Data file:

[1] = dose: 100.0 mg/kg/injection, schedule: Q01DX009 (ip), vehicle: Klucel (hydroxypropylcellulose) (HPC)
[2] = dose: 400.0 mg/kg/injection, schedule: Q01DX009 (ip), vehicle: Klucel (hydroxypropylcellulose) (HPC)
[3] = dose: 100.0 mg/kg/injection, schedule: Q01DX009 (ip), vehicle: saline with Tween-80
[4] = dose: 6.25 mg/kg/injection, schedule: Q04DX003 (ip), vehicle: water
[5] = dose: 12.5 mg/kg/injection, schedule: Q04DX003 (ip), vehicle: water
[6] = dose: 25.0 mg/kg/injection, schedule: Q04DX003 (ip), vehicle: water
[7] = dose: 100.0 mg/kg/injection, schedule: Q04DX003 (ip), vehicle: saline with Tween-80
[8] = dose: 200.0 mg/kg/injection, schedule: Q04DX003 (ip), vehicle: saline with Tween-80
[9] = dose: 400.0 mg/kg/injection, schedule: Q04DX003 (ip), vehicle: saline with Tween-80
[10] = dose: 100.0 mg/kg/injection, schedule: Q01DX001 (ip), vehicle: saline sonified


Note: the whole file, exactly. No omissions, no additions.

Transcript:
[1] = dose: 100.0 mg/kg/injection, schedule: Q01DX009 (ip), vehicle: Klucel (hydroxypropylcellulose) (HPC)
[2] = dose: 400.0 mg/kg/injection, schedule: Q01DX009 (ip), vehicle: Klucel (hydroxypropylcellulose) (HPC)
[3] = dose: 100.0 mg/kg/injection, schedule: Q01DX009 (ip), vehicle: saline with Tween-80
[4] = dose: 6.25 mg/kg/injection, schedule: Q04DX003 (ip), vehicle: water
[5] = dose: 12.5 mg/kg/injection, schedule: Q04DX003 (ip), vehicle: water
[6] = dose: 25.0 mg/kg/injection, schedule: Q04DX003 (ip), vehicle: water
[7] = dose: 100.0 mg/kg/injection, schedule: Q04DX003 (ip), vehicle: saline with Tween-80
[8] = dose: 200.0 mg/kg/injection, schedule: Q04DX003 (ip), vehicle: saline with Tween-80
[9] = dose: 400.0 mg/kg/injection, schedule: Q04DX003 (ip), vehicle: saline with Tween-80
[10] = dose: 100.0 mg/kg/injection, schedule: Q01DX001 (ip), vehicle: saline sonified